Because cracking the illusion of the super human might be just what you need.
So, I don’t have anyone I’d consider an idol but I have a bunch of music favourites as well as Seth Godin, Simon Sinek, Gary Vee etc. They’re all people that move or inspire me.
They’re people I think are amazing but not superior just different. I’m not under any impression that they’re perfect or that I would like them if I knew them personally or even that they would like me.
When I think about meeting Seth Godin based on what I know it would be a pretty ordinary experience. He’s just another bald man in a suit with odd socks and a purple glasses.
Putting people on pedestals isn’t useful or beneficial for you.
That’s why we should meet them, to break the illusion. To remember that we aren’t less than and remember that we’re capable of great stuff too.
How do you feel when you try something that doesn’t work?
One of the things that limits people from trying new things or just being themselves is not the thing itself but the feeling that comes afterwards.
That feeling of being exposed. Of all eyes on you and nothing to show for yourself. The thought of people knowing you tried and failed.
Especially when you already feel your own disappointment.
So, how about if instead of focusing on how bad it feels you focus on being kinder to yourself.
After all it might be worth acknowledging that you had the courage to try in the first place.
The end of the year is the time when performance reviews happen.
I had mine recently and it ended with me having a pretty major mind shift.
The conversation about my performance wasn’t bad in fact it was just good enough but that was the problem. I guess I could say I’ve had a cog-ish kind of year (as in a cycle of just showing up, doing what I’m told and then going home).
But instead of getting caught in a cycle of frustration towards myself I thought I’d use the situation as a growth point.
I have the opportunity to be better next year. I have the chance to change how I show up at work and be generous, kind, helpful, to speak up, share ideas, be vulnerable, work hard, pick myself instead of waiting to be picked and to be a linchpin.
Funnily enough that opportunity has always been available, I just have to commit to it.
Is more useful than a closed one.
A closed mind is a one track mind, a mind with tunnel vision a mind likely to miss things worth noticing.
One thing worth noticing is that not everyone sees things the way that you do and no amount of encouraging, influencing and arguing will change that.
It’s actually okay to think differently and not agree after all why should 2 people with different sets of genetics and life experiences be expected to think the same.
I think a mistake often made about being open minded is that you to agree with the other person. In reality it’s merely acknowledgment that it’s okay for people to not see things the same way that you do.
It’s not always black and white or a case of right and wrong.
Time flies when you’re daily blogging.
I’ve written over 300 posts for this site and I’ve manged to not run out of ideas.
If you’d have asked me 300 days ago what I’d be writing about towards the end of 2019 I’d have said ‘I’m not sure’. But something I’ve realised is that each blog post is simply the expansion of a thought and humans have tens of thousands of thoughts a day so I’ll never need to worry about running out of ideas.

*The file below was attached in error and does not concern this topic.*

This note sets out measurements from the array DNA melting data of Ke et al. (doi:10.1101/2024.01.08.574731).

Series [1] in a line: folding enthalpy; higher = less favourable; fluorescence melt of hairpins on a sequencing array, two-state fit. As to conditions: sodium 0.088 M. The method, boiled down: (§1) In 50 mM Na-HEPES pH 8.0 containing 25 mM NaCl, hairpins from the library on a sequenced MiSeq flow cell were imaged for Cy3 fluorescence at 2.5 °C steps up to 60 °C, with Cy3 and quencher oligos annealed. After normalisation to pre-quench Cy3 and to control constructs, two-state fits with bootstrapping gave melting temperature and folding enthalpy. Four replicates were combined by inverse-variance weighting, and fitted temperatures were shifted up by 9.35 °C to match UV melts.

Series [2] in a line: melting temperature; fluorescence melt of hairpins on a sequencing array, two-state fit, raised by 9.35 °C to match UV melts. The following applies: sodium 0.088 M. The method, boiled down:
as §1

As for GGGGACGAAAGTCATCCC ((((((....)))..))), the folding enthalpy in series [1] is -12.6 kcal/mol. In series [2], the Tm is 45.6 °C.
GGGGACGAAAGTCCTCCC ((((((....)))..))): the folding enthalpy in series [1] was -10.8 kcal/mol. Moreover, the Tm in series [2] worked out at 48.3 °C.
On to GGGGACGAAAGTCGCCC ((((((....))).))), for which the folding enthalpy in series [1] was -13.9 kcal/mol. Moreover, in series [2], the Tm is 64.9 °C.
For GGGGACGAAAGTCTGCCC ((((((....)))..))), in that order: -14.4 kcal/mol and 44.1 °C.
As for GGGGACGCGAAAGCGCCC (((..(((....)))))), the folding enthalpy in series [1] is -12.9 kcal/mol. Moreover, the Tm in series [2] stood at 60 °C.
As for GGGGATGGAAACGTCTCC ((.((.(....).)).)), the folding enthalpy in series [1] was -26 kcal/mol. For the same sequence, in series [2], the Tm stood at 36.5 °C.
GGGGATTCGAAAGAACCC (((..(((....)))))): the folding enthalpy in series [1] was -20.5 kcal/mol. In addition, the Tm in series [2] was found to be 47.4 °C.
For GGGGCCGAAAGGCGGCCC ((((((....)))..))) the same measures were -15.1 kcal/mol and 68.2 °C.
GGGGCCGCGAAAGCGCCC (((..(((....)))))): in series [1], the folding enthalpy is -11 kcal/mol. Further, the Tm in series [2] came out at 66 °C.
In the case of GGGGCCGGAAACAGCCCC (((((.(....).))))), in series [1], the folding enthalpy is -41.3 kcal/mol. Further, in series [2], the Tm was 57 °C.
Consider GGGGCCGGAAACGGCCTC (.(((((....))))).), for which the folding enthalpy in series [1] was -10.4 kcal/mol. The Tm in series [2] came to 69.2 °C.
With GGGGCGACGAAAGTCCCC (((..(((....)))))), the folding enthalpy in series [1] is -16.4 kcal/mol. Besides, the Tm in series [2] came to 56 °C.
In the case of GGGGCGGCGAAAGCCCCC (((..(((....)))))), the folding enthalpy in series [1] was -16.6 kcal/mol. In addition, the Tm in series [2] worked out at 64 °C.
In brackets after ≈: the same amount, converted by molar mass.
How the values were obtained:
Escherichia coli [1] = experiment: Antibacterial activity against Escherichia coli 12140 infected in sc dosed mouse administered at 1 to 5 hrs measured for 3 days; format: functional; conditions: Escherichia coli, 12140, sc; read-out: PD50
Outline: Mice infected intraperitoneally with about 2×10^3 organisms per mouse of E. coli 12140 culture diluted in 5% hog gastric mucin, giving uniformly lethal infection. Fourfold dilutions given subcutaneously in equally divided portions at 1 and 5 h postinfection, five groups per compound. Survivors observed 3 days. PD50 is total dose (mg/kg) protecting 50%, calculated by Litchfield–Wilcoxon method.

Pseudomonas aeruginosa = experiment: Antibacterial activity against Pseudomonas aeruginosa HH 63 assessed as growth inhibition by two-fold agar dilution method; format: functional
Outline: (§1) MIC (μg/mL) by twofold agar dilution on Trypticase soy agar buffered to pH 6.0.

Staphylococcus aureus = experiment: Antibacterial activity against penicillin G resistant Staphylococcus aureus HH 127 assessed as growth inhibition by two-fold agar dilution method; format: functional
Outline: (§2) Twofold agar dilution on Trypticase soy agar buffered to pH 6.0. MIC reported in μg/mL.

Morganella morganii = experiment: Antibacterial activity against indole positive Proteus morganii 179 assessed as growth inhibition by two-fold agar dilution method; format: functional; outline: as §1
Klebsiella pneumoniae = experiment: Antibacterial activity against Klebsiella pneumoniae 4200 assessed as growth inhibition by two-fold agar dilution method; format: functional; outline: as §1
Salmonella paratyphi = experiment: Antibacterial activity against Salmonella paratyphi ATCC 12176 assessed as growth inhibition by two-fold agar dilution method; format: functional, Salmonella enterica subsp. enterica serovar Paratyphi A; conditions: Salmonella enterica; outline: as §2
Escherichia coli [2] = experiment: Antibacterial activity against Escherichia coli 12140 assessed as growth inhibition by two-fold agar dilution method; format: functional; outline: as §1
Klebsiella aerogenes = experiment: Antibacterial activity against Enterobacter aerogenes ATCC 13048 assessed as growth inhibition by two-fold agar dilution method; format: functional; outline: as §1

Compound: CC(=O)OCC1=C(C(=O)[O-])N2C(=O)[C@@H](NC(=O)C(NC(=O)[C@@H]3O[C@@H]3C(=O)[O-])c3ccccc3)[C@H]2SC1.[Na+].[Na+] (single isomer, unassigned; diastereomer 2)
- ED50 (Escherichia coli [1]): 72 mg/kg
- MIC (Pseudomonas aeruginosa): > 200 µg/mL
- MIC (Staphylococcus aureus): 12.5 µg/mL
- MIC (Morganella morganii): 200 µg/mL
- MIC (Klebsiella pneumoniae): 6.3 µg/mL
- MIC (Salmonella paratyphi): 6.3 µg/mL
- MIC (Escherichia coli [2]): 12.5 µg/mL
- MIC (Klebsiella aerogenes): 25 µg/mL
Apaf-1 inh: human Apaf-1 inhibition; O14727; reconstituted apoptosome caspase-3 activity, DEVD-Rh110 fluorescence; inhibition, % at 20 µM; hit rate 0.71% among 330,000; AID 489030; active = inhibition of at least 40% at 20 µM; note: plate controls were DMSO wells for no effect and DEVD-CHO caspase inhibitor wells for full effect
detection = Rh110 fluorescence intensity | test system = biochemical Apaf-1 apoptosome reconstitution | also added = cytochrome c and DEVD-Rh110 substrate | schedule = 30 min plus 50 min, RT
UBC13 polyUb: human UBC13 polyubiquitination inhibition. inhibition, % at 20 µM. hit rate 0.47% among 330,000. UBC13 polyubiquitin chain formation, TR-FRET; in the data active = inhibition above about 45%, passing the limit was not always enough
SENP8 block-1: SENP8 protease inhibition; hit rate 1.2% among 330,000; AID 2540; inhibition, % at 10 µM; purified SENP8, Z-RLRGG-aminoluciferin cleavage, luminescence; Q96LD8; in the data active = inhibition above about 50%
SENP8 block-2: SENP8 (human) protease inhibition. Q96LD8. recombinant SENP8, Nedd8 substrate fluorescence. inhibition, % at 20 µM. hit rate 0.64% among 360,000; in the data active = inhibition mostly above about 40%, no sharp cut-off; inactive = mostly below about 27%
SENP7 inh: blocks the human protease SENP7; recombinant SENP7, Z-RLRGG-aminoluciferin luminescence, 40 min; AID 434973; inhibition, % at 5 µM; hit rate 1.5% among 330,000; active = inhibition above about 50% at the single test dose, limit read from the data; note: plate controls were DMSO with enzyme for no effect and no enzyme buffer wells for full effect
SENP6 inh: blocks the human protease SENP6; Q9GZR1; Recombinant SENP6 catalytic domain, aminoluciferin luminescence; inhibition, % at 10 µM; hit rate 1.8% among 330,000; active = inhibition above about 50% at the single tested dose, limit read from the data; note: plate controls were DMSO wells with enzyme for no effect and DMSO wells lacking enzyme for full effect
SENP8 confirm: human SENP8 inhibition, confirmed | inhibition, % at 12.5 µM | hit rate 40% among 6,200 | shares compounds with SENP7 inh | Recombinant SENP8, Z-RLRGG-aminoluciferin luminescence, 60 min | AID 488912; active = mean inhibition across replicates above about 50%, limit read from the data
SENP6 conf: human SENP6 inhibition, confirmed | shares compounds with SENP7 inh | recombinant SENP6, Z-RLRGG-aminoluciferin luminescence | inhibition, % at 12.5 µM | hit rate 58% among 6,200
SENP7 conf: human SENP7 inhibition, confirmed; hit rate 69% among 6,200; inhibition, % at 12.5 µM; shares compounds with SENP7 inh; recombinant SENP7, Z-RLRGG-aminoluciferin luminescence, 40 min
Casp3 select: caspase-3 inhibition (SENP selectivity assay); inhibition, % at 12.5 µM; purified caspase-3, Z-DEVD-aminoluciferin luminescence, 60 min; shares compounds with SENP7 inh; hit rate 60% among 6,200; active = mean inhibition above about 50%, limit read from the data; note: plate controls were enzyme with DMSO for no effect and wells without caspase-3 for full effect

And I find that the more I experience, grow and explore the more my perspective shifts and I’m able to expand on things I wrote previously or write them with a more developed mindset.
I also find that because I write each day I’m not so focused on the stats. However, what I do notice is familiar usernames that regularly read my posts and that is something I truly appreciate.
People often complain about their life circumstances and how if only they weren’t working class, their parents were born in the western world, they grew up in a better area etc.
In some ways they envy the opportunities that more ‘privileged’ people have had in life. They may think it’s not fair that others have had the upper hand from the moment they were born where as they’ve had to ‘try and try , try and try’ (from the song You can get it if you really want by Jimmy Cliff).
But the thing is as much as they may think and feel this way, it’s also what they aspire to. To raise families more well off than they were. To have the money to live somewhere bigger and safer. To be a able to give the people around them opportunities because they’re well connected.
Essentially they aspire to become the people that are ahead of the majority, more privileged and people with the upper hand.
It’s hard to make comparisons about who has it harder but that’s not something worth competing over. I think we can all agree we’d like to have things better than they were or currently are.
And who knows down the line your family could be the privileged ones with countless opportunities compared to others.
But from someone else’s perspective, you might be considered pretty privileged right now.
I recently got some news and my immediate reaction was to conclusions of the worst case scenario.
It’s funny that we do that so often yet we rarely have the full picture or even half the picture.
Why is it that we give in to the inner pessimist and think the worst but never take the path of optimism?
Something that can help change your mindset is consciously thinking about things from a more useful perspective.
The assumptions we make often put us in the role of a victim and so we end up feeling helpless. But the optimistic path puts you in a position of power.
And a person that feels powerful believes in themselves which will totally transform their experience of life.